When you collect data over time, where the collection time is the X, the data are no longer independent. Each y value is auto-correlated with the prior data value. The example in this case is that the % ice coverage on March 4th is not an independent value between 1 and 100. The March 4th value will be a value close to the March 3rd value. The regression algorithm will produce a line with this type of data, but the result is somewhat meaningless.
Even if you do not believe me, you will find a rule for regression that tells us that a regression equation is only able to predict values between the values of X used in the analysis. Therefore, even if you choose to use time on the x-axis, you should not use it to predict tomorrow, as the prior graphic shows.
Examples of time as a predictor (fails)
The global warming topic has provided a few examples; here is one.
This chart is probably the worst example that I could find. It does not matter which side you are on, the belief or non-belief in climate-change, we should all accept this chart as ridiculous. We should treat this data as we would stock data; past performance does not guarantee future results.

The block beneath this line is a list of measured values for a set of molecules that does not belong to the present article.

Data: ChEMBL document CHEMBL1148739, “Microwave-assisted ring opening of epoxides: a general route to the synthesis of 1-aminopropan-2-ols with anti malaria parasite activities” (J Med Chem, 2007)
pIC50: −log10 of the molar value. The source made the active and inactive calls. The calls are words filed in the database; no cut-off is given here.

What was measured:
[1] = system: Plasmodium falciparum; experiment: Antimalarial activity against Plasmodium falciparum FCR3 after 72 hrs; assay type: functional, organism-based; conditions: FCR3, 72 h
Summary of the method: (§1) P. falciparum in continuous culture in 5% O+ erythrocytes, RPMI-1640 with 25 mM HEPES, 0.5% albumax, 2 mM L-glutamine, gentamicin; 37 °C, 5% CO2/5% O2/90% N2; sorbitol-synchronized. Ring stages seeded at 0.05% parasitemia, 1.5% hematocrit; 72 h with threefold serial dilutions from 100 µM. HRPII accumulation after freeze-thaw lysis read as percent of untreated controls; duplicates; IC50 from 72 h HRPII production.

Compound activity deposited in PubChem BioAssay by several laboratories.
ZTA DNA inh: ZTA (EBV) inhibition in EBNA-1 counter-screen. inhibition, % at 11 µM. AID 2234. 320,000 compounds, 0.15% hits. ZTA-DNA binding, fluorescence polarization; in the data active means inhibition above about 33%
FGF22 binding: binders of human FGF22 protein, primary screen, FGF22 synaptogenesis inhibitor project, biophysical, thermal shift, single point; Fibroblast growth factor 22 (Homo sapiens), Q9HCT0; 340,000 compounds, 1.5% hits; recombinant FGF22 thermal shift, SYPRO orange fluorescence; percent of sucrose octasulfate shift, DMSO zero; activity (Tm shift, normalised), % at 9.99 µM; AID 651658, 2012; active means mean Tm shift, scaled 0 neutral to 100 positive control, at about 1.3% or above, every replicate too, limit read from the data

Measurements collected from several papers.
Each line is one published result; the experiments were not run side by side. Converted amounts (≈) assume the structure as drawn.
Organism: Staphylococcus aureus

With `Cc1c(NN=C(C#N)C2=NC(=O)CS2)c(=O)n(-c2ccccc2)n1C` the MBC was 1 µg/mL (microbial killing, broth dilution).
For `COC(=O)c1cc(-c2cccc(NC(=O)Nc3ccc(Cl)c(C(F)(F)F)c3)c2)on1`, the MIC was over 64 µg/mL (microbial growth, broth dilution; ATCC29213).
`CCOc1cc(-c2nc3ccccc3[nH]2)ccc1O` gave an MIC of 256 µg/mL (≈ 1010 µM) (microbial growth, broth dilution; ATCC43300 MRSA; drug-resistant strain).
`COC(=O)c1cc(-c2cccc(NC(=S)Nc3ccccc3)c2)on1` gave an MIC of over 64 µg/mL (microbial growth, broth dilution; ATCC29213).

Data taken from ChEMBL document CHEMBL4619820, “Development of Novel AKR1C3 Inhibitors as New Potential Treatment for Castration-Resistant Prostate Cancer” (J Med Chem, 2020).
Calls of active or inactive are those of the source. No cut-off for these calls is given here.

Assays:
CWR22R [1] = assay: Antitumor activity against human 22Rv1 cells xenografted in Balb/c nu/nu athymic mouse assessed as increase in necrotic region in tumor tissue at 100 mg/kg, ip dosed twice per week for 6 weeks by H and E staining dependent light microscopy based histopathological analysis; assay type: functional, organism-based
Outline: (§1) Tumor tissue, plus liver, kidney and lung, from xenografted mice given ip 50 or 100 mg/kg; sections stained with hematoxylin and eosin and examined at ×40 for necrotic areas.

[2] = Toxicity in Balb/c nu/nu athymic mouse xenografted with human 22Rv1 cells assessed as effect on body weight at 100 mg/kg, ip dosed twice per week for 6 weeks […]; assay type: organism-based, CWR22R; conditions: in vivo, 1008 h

In another case, I had a black belt student from a technology company that examined IRS divisions revenue vs month and found a positive slope. Revenue was going up over time. He then took this data to show with a regression that the revenue would reach XX level within 12 months, achieving the goal set by the company. In this example, we should clearly see the problem. Revenue from one month to another is not only dependent but it is influenced by many things other than the month. A bad choice.
What is the right tool to use with data over time?
Using historical data to predict future performance can be easy and it can be nearly impossible.
The easy case is when you are observing a process that is consistent, or stable, over time as demonstrated with a control chart. It is fair to say that the process is predictable and will produce similar performance in the future, a future that is predictable until the process changes.
The difficult case is found when the data are auto-correlated, such as the time examples above or as found in the stock market. In this case you must use a different set of tools based specifically on time-series analysis and forecasting, topics that are not included in your typical statistics or Lean Six Sigma course. In these methods, your ability to predict future performance is reasonable over the next time period or two but the uncertainty of a prediction rapidly grows as the future is predicted. Most methods show you the prediction, but fail to include the corresponding uncertainty or confidence interval to the prediction. If the uncertainty was included, most of us would never have used a regression over time.
Regression is a great tool as long as every pair of data is independent. If the pairs of data are not independent, then you should not use regression to fit the data.